But Kaganovich fell out of favor when Stalin died, mostly because of the whole mass murder thing. He was sidelined, then eventually expelled from the Party entirely. But he managed to kick around as a quiet, reserved pensioner until the very end, remaining a hardline communist who hated all of Gorbachev's reforms. The Soviet Union eventually fell into decline, and the last of the Old Bolsheviks died in his armchair, aged 97, on July 26, 1991, months before his beloved Soviet Union also bit the dust.
Our suggested epitaph: "He was there at the beginning, he was there at the end, and he was an asshole all the while in between."
Ulysses S. Grant Died Right After Finishing His Memoirs, Saving His Family From Financial Ruin
Former president Ulysses S. Grant fell onto hard times post-presidency, in part because a shady businessman running a Ponzi scheme suckered him out of virtually every cent he owned. To make matters much, much worse, Grant was diagnosed with throat cancer just weeks later. Realizing that time was short, the general vowed to save his family by writing the best damn memoirs in existence. He worked day and night, and in his own words, the experience was unbearable: "I do not sleep though I sometimes doze off a little. If up I am talked to and in my efforts to answer cause pain." He was racing the reaper with nothing but cocaine water to ease his constant, sleepless suffering. He couldn't even lie down because the position was too painful, so there's something to keep in mind the next time you insist you can't do any more work today because you're too depressed about an incorrect lunch order.
Library of CongressThat’s not the face of someone enjoying recounting their lifetime of achievement.
Despite never being considered a man of letters, Grant somehow managed to crank out his memoirs at the inhuman rate of roughly 50 pages a day. Also helpful was an unlikely ally in Grant's last battle: Mark Twain, who not only offered to publish the book with incredibly generous royalties, but also sent out an army of 10,000 subscription agents dressed in Union uniforms to sell copies across the country, which was the old-timey equivalent of the celebrity retweet.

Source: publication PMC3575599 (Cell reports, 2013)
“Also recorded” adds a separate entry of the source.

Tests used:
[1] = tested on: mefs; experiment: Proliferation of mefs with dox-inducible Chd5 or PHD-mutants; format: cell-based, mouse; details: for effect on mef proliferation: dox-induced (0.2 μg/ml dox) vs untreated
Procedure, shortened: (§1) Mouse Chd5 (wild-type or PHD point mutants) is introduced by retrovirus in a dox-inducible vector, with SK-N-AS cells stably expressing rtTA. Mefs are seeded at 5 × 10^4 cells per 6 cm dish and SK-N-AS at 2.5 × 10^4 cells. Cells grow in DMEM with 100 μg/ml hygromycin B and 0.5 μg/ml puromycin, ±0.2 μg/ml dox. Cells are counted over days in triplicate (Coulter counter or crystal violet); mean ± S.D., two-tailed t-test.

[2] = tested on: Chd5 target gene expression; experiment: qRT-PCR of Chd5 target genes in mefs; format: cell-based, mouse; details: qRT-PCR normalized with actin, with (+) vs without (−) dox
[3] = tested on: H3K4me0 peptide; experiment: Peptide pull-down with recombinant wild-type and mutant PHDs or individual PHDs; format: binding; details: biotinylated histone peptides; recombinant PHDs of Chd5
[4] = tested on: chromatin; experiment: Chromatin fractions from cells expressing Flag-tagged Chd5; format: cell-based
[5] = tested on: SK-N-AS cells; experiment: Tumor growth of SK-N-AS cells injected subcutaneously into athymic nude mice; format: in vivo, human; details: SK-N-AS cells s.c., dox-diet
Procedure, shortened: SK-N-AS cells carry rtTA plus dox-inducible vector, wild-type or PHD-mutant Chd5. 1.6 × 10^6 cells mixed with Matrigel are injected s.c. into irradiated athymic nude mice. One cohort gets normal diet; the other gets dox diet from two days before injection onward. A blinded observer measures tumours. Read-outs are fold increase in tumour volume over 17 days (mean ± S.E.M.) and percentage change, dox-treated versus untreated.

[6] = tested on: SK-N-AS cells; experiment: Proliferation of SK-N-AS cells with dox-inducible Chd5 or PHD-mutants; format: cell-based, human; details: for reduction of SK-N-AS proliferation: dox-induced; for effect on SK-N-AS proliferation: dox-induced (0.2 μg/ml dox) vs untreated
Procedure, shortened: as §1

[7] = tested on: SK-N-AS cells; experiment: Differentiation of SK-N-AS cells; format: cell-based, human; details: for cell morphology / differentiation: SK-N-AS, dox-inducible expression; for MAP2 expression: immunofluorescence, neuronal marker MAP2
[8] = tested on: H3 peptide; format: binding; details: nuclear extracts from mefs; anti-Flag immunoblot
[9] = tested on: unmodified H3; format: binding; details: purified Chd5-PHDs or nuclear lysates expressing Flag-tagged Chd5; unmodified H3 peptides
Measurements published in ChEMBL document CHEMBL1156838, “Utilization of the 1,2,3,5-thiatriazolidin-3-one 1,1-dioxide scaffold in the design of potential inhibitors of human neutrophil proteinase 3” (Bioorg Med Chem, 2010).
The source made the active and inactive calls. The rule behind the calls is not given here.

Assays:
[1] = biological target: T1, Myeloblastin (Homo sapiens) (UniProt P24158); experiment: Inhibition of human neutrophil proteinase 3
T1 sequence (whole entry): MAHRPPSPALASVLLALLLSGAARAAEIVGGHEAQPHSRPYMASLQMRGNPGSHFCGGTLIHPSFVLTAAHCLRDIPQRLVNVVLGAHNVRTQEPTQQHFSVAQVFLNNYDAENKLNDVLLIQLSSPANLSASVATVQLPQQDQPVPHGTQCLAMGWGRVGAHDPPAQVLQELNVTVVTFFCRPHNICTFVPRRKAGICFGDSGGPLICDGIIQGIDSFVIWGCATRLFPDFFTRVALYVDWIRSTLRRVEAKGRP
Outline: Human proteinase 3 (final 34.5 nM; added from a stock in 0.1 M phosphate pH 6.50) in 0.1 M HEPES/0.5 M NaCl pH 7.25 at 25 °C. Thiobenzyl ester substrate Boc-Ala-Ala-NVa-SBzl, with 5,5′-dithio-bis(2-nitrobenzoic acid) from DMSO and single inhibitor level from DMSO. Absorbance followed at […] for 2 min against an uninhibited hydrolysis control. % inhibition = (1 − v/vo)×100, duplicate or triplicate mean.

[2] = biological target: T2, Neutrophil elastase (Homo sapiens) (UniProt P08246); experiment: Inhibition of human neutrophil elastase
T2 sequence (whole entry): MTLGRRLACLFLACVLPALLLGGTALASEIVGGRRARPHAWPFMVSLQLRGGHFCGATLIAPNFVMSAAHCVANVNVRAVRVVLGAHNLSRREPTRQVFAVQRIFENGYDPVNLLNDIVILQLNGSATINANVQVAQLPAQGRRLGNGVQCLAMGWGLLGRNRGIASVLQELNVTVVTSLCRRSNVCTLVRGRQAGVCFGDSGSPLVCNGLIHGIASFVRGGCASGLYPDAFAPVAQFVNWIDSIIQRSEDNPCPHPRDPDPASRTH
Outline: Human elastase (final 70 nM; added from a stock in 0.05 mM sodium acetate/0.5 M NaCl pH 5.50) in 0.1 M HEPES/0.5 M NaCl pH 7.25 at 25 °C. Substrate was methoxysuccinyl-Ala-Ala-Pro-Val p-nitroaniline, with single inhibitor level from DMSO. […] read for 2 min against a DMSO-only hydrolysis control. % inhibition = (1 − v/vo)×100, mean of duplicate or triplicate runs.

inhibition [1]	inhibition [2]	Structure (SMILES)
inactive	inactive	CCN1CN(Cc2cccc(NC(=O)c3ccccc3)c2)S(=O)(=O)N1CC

Grant finished his memoir only days before he died, and it became a monumental bestseller. The book saved Grant's family from poverty and then some, earning $450,000 in a time when dinner out cost, like, a quarter. Twain called it a "literary masterpiece," critics compared him to Thoreau and Whitman, and even today, it's considered one of the greatest works of American writing ever. So if you're a struggling writer, remember that a first-timer in perpetual agony on his deathbed managed to crank out a more successful work than you could ever hope to produce. That probably doesn't help you, but in all fairness, we weren't trying to.
Jacopo is on Twitter, and writes books you can buy here and here. Alex Perry is a freelancer who wrote a novel about time-traveling stalker, as well as a heartwarming kid's book about a boy and his genetically modified pig/organ donor. She wants an agent to help her sell those books, and for you to follow her on Twitter. Jordan Breeding also writes for Paste Magazine, the Twitter, himself, and hopes to go out during a pickup basketball game.
Grant's works really are quite the read, check them out here.
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For more, check out The 5 Historical Figures Who Died The Weirdest Deaths and 6 Mysterious Deaths That'll Make You Believe In Conspiracies.
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